Wednesday, 23 May 2012

Poinsettias (Euphorbia pulcherrima)

The poinsettia is commonly seen around Christmas when it is used to decorate homes and business. Their popularity means that the plants often sell for quite a high price, and although it comes in cream and pink, the red variety remains the most sought after around the festive season. I spotted this beautiful specimen (one of the most vivid reds I've ever seen) on a large shrub near work. It is a delight to walkk past and admire:

What we commonly refer to as 'flowers' are in fact 'bracts' (colored leaves if you will) which actually surround the rather insignificant yellow flowers within:

It is interesting to note that reduced day light induces the poinsettia into bloom. So of course in the northern hemisphere, as Christmas approaches, days get shorter and the poinsettia blooms (I have heard that to induce flowering out of season that you put it in a cupboard after 4-5 hours of light a day for 2 months. Remember, things such as street or car lights will affect its ability to bloom). Yet here in the southern hemisphere, days shorten about now, and the plant is in bloom during June and July.

The poinsettia is reputed to be very easily propagated, and the process is similar to that of propagating frangipanis (dry the cutting for a few days before planting in well-drained soil in the warmer months). The plant exudes a sticky yellow sap when broken (as with most euphorbias) so care is needed when handling it.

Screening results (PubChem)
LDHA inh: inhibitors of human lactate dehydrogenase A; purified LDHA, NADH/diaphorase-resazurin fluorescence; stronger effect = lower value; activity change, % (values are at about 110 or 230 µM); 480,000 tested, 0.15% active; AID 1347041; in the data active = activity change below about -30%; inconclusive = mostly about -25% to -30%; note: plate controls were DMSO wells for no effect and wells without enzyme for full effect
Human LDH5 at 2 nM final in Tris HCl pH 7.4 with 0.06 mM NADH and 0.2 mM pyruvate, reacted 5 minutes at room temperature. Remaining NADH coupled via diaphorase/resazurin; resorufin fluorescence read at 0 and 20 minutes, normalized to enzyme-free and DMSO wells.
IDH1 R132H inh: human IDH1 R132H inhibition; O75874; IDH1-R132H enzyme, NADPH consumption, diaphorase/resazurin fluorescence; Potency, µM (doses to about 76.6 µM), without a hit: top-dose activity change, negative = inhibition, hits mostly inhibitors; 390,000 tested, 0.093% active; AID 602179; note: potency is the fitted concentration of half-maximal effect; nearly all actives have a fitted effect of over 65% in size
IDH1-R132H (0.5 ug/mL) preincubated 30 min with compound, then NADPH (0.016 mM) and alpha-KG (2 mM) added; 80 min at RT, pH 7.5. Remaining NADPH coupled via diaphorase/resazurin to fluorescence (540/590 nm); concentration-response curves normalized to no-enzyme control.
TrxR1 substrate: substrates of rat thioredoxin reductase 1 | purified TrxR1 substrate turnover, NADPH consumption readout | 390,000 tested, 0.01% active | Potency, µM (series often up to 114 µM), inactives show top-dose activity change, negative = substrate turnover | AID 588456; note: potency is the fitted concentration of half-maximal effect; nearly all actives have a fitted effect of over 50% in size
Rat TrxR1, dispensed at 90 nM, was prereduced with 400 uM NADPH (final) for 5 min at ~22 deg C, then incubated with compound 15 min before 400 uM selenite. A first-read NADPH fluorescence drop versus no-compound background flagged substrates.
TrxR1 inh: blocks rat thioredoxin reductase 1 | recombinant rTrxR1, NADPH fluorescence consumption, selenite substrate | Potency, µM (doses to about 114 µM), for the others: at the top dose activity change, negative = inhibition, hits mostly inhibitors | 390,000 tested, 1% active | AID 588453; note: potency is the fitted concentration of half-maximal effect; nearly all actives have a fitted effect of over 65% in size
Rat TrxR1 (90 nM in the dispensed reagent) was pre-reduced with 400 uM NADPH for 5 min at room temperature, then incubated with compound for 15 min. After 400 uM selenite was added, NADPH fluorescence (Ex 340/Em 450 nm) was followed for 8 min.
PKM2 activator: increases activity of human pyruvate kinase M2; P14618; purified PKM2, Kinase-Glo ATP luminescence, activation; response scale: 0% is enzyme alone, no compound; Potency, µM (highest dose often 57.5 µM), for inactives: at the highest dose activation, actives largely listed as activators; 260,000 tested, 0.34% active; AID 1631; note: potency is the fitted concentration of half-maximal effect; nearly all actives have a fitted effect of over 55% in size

It is believed that the plant's association with Christmas started in the 16th century when a young peasant girl in it's native Mexico, too poor to afford any gifts, picked some blooms and placed them at an altar to commemorate the birth of Christ. Taken by the plant's beauty the nuns then started to do the same - and a custom was created.

 More locally, the poinsettia was chosen as the floral emblem of Brisbane when the city was formally formed in 1925. A subtropical climate, the plant thrives there. Here in Sydney the plant also does exceptionally well, but again is usually only seen in older inner city areas - it can't handle the more extreme temperatures of the Western suburbs.


  1. I always wondered why it was a Christmas plant. They do grow well at this time of year. I didn't realise they were that easy to propagate. My brother has a bush at his old house. I might see if I can get a cutting. xx

  2. Yes, they should strike easily (though I've never tried). Just make sure there is no flower on the cutting; it will divert energy away from growing roots. Coincidentally I saw the biggest poinsettia I've ever seen in my life today - at least 5m tall by 5m wide. A real tree!

  3. Most people treat the poinsettia (also called Christmas star, Mexican flame leaf, or lobster plant) as an annual, purchasing a new plant at the beginning of the traditional winter flowering period and discarding it at the end.
    Euphorbia Pulcherrima Euphorbiaceae house Plant Care


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